CEO: People with Disabilities Need More, Not Fewer, Employment Opportunities

Olmstead Plan Response from Achieve Services, Inc.

Achieve CEO Tom Weaver offers his response to potential legislation included in Minnesota’s Olmstead Plan:

At Achieve Services, we recognize the abilities that every one of our clients brings to work every day.  The range of talent and ability is deep and wide, and we’re always looking for new and creative ways to unlock our clients’ potential.  Sometimes that happens quickly, and sometimes it takes a bit more time.  And when it comes to employment, we need as many employment options as possible to match the skills and abilities of our wonderfully diverse client base.

We currently serve 180 adults with a broad range of developmental disabilities.  Our first priority is to place our clients in community jobs.  When that’s not possible or desirable, we provide work in our center-base production area.   About 59% of our clients are working in the community, while 36% are working in our on-site facility.  The remaining 5% receive a variety of job training, life skills, and therapy services, and engage in community integration activities – like volunteering at Feed My Starving Children and Meals on Wheels.

There seems to be a growing movement among some advocates to provide more community-based employment opportunities for people with disabilities.  The U.S. Department of Labor describes this “Employment First” concept as one facilitating the full inclusion of people with the most significant disabilities in the workplace and community. Under the Employment First approach, community-based, integrated employment should be the first option for employment services for youth and adults with significant disabilities.

On its face, the Employment First concept is well-intentioned and laudable.  We certainly should, and do, provide integrated, competitive, community-based employment options.  But some are taking the concept too far, advocating that it should be the exclusive option – and that we should shutter our center-base workshop programs.  At Achieve, we believe we need more options for our clients, certainly not fewer.

It is important to understand what Achieve’s center-based program is, and what it is not.  It most certainly is not the only option.  It is not boring or institutional.  It is not a place where anyone is taken advantage of, or meaningless tasks are performed.

It is a safe environment where clients have the opportunity to perform real work for real customers.  It is a place where clients get paid fairly, based on their productivity, and in accordance with standards strictly regulated by the U.S. Department of Labor.  It is a place where they develop employment skills, along with self-esteem and a sense of self-worth.  And our clients are there because they and/or their guardians made an informed choice to be there.  It is a lively, high-energy place with lots of activity where clients are happy for the opportunity to contribute and earn a paycheck.    It is one option.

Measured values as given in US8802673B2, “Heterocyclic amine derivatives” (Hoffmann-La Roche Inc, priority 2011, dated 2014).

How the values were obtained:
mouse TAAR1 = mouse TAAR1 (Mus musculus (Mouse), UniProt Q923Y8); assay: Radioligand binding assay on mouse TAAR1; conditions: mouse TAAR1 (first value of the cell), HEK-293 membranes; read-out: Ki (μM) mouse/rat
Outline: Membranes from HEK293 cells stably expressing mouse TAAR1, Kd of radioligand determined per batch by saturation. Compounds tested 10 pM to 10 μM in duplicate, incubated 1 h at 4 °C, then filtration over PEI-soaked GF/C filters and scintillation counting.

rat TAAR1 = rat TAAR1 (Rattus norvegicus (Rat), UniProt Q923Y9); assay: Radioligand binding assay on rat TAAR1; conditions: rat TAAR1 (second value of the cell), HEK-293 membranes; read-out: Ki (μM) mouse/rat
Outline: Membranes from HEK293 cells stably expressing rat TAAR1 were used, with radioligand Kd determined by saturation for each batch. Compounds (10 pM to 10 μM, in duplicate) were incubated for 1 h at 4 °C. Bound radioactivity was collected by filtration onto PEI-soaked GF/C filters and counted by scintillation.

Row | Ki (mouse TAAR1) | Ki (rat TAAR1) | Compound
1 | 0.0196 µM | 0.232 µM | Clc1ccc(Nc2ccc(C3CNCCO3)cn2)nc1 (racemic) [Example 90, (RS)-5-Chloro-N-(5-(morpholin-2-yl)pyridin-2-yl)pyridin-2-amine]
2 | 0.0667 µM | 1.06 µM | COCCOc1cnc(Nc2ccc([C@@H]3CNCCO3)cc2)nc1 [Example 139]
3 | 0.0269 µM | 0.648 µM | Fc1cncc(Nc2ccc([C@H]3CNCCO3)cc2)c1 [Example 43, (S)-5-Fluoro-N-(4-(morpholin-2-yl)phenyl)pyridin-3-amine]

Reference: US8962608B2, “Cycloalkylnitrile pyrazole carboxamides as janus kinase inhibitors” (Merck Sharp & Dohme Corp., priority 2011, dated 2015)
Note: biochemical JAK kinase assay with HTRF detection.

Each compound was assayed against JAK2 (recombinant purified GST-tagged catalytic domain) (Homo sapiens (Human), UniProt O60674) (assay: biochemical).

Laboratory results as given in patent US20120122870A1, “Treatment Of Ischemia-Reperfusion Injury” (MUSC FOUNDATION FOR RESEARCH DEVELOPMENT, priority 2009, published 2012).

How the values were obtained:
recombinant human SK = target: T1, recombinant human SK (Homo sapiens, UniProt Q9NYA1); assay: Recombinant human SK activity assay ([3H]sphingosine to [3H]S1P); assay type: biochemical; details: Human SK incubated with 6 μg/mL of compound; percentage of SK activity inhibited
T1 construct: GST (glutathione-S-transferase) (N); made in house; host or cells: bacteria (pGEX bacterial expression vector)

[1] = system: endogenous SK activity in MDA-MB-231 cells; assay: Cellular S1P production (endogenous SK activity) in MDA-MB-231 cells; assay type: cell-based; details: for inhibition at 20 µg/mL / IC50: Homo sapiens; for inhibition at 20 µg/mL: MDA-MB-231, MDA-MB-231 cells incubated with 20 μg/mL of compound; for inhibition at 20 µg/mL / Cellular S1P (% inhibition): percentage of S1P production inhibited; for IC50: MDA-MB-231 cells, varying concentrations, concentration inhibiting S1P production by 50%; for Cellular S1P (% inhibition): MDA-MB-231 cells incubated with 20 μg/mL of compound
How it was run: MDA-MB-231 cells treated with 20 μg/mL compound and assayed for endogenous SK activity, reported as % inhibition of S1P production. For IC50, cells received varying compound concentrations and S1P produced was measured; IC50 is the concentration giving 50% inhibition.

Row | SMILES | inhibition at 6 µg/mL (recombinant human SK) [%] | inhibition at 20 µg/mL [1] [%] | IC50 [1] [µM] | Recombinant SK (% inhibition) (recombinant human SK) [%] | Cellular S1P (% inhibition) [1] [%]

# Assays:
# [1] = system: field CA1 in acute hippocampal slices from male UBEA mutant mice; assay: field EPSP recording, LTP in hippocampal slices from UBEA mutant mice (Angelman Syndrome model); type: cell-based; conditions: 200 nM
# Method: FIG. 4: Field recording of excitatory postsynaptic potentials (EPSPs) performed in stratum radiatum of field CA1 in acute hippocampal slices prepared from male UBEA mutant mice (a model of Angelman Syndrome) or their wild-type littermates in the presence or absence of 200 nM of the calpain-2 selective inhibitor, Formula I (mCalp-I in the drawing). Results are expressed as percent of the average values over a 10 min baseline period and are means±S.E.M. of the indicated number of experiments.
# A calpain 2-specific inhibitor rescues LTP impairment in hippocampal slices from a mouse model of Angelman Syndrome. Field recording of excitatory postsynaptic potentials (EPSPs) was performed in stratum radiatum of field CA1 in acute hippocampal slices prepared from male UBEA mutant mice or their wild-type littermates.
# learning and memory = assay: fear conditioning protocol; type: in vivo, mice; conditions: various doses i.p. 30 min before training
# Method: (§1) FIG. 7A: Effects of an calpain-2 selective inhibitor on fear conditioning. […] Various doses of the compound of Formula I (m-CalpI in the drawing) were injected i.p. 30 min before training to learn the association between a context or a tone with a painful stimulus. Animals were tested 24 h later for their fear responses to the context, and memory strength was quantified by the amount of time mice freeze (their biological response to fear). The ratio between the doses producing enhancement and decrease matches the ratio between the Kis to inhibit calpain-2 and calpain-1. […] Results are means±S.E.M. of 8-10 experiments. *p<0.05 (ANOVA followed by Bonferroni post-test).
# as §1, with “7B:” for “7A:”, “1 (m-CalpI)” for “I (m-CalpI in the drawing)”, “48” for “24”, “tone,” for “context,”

To those who oppose center-based programs, the obvious question is what would happen to those clients when the doors closed?   In a perfect world, all those workers with disabilities would then find jobs in the community.  But we don’t live in a perfect world.  The reality is, jobs for people with disabilities are hard to find.  In fact, the unemployment rate among workers with disabilities is roughly double what it is for non-disabled workers, and only 21% of those with disabilities are participating in the labor force at all.  So most of the people who are now happy and productive working in center-based programs would suddenly be unemployed, and for most –  spending their days in residential settings with more limited opportunities for community engagement and integration, and no opportunity to earn a paycheck.  What would that do to their self-esteem and sense of self-worth?  Would that enhance their quality of life?  Of course not!

Our mission at Achieve is to “create innovative opportunities that inspire people with disabilities, enabling every participant to lead a meaningful and self-determined life.”  That means finding the right program for each individual client.  That means creating more options, not fewer.  That means we will strive for community-based employment whenever possible, and we will continue offering center-based programs whenever appropriate.

Read more about the Olmstead Plan and how it might affect programs like Achieve.